General Practitioner, GP Practice, Hospital

Five ways restorative sleep is a key for good heart health

Sleep rests the body and mind. It is a requirement for survival, yet you may find getting good quality sleep is affected by many reasons, both in its quality and quantity.

Poor sleep can affect many aspects of wellbeing. Poor sleep can have an impact on energy levels, hormones, metabolism, emotional wellbeing, relationship stressors and heart disease. Sleep can affect all aspects of well-being and it is in your interest to speak with a medical/health professional to assess if you have an undiagnosed sleep disorder.

The amount of sleep required varies depending on who you speak to. What is vital, is your individual sleep, (or lack of it) and to have any concern addressed to discover the underlying reason. Good quality sleep often reduces both blood pressure and heart rate and this then decreases the work rate of the heart.

Below are five ways for you to protect your heart health and help yourself to sleep well.


  1. The bedroom is a place for sleep (or sex) 

One place. One purpose. Your brain can be trained by your daily habits or behaviours. Indicate to yourself, by visual or verbal prompts, that it is a place and time for sleep. Restorative sleep is the aim. Try creating a calm and quiet, cool, low-lit room for sleep, void of bright lights, loud sounds and electronics. Create other places and spaces outside of the bedroom; for television, work, phone calls and device use. 


  1. Prioritise sleep

Sleep like all things in life needs to be actioned. For you to function efficiently over time, the body needs sleep time to filter the body of toxins and restore. Sleep is essential for brain function, and helps the body maintain good health and perform daily activities. Try and create routines for bedtime, such as your waking up time and keeping your sleeping clothes the same. Again, these are cues for your brain that this place and this time, are for sleep.


  1. Symptoms of possible sleep stealers

Each person has unique lifestyle factors that may cause variation in sleep. Indicators of a sleep difficulty could be: difficulty falling or staying asleep, waking tired, fatigued during the day, snoring (bed partner can share this) or feeling lethargic. Insomnia and sleep apnoea are two common sleep disorders that when left undiagnosed or untreated could lead to risk factors for heart disease. It may be beneficial to record your sleep observations and have your sleep patterns objectively observed. Seek medical advice if sleep deprivation is becoming an issue for your wellbeing.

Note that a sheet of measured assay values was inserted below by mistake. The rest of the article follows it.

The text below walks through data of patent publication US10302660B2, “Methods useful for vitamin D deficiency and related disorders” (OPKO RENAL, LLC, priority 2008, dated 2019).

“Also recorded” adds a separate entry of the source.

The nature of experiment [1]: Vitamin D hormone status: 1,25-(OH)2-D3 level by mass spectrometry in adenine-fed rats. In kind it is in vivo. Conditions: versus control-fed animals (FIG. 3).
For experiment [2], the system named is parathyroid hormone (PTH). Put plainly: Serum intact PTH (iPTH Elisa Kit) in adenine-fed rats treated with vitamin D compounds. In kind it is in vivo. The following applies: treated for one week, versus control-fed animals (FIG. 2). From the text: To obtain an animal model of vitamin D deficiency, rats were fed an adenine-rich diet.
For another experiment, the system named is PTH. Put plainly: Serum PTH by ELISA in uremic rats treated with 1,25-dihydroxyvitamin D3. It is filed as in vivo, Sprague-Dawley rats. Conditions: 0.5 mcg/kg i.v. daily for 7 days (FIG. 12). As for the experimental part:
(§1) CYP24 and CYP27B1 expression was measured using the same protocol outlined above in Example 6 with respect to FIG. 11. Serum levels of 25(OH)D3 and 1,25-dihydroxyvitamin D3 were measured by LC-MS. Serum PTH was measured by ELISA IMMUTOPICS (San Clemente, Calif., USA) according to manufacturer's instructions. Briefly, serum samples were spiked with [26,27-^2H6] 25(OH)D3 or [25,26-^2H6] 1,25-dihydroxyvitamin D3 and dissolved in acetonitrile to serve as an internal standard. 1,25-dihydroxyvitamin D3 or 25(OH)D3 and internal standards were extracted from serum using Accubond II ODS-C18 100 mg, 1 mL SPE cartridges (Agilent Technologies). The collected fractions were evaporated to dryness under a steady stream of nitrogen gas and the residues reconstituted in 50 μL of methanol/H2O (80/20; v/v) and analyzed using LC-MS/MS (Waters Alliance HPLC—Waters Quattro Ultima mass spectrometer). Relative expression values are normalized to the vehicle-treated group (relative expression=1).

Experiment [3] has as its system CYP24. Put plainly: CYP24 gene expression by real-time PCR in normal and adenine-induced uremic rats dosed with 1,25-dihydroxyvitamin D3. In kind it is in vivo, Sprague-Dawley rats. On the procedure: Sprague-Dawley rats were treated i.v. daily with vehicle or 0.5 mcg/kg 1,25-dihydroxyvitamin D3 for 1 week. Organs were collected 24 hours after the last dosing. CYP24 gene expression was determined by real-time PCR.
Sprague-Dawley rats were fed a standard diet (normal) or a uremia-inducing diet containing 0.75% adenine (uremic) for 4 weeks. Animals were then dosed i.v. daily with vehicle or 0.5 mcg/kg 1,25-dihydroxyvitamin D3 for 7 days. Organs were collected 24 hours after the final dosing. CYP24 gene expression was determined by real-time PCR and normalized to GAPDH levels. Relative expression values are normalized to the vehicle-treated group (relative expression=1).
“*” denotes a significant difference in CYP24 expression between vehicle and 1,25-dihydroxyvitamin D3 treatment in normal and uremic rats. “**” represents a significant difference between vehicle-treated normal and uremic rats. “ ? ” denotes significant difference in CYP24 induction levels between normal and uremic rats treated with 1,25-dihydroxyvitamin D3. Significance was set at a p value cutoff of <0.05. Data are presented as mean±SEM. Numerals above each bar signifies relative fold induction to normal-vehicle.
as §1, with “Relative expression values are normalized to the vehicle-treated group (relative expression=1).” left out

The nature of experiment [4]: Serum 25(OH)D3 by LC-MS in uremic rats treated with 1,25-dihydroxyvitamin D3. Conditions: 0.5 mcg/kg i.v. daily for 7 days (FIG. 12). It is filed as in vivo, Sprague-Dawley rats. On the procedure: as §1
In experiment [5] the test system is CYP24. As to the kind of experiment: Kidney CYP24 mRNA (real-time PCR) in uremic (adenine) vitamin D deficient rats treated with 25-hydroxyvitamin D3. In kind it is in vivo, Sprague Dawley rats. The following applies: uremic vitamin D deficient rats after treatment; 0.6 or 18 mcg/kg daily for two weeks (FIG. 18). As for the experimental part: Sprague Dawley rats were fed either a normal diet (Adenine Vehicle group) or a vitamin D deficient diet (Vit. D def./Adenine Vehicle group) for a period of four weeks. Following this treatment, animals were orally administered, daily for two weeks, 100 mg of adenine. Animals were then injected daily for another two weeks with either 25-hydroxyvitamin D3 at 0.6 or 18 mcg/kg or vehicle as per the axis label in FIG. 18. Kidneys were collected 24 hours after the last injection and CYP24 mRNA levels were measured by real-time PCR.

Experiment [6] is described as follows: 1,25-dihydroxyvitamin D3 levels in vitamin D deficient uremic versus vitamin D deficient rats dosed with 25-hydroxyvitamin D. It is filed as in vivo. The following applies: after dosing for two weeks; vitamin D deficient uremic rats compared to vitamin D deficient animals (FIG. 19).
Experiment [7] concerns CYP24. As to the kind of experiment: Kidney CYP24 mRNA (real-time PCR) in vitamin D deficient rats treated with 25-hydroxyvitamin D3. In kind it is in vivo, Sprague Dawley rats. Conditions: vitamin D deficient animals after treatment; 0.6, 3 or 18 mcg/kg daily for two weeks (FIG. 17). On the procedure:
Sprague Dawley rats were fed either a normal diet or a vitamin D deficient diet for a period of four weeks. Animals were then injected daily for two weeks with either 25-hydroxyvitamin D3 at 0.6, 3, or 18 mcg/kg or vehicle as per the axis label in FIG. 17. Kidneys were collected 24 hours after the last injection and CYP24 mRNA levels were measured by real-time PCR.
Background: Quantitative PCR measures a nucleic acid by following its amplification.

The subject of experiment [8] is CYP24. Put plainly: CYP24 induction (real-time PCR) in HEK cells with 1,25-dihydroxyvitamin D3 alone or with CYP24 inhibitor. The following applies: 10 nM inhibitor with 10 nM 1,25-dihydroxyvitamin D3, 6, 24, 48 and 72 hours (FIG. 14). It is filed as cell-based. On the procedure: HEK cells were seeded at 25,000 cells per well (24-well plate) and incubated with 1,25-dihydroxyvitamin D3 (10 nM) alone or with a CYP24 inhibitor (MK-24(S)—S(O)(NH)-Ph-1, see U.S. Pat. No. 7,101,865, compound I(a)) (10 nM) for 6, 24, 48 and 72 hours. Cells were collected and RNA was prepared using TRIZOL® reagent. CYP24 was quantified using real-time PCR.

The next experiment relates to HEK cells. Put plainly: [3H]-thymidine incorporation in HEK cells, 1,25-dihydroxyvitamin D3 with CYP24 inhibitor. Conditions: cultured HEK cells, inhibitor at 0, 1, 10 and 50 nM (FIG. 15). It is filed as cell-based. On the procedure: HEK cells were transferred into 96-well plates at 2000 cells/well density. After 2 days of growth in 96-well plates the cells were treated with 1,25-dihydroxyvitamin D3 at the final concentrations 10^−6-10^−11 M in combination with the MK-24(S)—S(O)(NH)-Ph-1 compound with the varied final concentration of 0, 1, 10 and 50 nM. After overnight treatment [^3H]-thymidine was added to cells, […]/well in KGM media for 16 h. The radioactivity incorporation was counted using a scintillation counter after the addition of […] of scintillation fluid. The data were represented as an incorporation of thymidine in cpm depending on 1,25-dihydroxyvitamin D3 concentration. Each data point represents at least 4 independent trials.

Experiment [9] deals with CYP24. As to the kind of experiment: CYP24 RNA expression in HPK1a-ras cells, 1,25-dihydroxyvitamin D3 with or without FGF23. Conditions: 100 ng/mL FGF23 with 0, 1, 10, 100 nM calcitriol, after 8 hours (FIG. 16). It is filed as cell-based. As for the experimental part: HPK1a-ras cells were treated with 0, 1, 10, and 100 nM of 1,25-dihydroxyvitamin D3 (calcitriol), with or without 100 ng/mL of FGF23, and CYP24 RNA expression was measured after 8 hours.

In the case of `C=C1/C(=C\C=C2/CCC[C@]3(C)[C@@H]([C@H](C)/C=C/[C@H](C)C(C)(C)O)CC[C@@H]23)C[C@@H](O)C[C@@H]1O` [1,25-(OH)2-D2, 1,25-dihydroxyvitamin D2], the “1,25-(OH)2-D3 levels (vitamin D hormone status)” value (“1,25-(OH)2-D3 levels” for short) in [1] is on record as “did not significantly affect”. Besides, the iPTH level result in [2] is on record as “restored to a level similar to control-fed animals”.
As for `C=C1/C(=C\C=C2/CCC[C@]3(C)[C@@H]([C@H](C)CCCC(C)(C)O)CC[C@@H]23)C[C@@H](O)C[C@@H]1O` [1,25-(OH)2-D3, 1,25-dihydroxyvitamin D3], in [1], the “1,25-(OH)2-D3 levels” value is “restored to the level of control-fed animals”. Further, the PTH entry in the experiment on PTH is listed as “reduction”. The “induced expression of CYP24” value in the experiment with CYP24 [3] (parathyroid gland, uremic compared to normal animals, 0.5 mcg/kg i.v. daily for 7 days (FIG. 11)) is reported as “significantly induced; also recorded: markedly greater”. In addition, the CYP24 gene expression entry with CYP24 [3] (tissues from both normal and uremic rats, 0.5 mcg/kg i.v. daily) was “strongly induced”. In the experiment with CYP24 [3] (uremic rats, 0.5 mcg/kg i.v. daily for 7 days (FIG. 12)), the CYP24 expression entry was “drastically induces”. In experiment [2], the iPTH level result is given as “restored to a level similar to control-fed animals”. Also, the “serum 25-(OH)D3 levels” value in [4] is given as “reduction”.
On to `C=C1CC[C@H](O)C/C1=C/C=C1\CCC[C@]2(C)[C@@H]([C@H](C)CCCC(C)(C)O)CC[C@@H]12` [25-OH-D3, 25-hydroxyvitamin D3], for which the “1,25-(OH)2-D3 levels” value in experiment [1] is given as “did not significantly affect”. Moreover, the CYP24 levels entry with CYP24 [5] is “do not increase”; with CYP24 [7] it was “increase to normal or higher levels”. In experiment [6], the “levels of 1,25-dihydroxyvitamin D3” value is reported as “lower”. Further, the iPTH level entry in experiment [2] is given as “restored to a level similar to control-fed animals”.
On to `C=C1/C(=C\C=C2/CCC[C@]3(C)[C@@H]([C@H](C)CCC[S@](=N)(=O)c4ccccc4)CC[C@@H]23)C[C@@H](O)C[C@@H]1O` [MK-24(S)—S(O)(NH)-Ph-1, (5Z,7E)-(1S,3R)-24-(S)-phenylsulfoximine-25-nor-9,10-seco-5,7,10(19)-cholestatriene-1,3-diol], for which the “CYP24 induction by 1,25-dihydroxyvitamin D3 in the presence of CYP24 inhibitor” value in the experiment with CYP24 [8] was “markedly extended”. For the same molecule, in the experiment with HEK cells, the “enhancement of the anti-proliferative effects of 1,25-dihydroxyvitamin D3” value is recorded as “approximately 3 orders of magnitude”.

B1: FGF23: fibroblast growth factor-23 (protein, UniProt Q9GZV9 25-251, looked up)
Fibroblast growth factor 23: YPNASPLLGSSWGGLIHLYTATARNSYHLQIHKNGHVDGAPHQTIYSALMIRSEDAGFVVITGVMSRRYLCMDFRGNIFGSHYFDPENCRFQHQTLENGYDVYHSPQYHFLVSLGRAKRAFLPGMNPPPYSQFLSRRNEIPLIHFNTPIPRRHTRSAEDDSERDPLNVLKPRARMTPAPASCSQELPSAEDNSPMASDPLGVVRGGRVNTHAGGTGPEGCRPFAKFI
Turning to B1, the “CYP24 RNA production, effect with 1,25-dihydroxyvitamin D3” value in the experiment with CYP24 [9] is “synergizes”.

1. The interplay of heart health and sleep

Having heart failure, heart disease or high blood pressure may cause you to develop sleep issues. Medications, exercise, movement, emotions, illness, injury or surgery are examples that may impact sleep. Patients who may have long-term medical conditions such as heart or kidney disease may find laying down difficult and may sleep in an armchair to remain upright, but this may impact the quality of sleep. Heart failure can cause sleep problems and ongoing, untreated sleep problems have been linked to other cardiac conditions, such as atrial fibrillation.


  1. Create a bedtime routine

Create a bedtime routine to calm your mind and relax your body. You could try any of the following strategies:

  • Play calming music and create a calm sleep space as mentioned
  • Meditate
  • Listen to relaxing music
  • Gently stretch
  • Breathe or use breath control – Breath control is something you can try almost anywhere. Breathe deeply and exhale slowly, focus on what makes you calm and picture in your mind the people and places that bring you joy.
  • Find a book, class or teacher and learn a way that works for you to calm the mind and relax the body.


Sleep is essential for life. The restorative power of sleep assists with optimal daily function and helps protect the heart. It is vital to wellbeing and health and is a complex process. Whilst you gain a good night’s sleep, your brain and body keep working! Speak with your doctor, cardiac or sleep specialist about good sleep habits to see if you could improve your sleep patterns, environments, routines and or length.



Disclaimer. This information is general and not conclusive. Follow any guidelines and advice from your doctor or specialist, health care or multidisciplinary team, for your personalised patient centred needs and care. Inquire about a patient advocate group regarding your specific needs. Call 000 if you experience chest pain.

All information contained in this article has been derived from Hope for Hearts, a cardiac resource centre.

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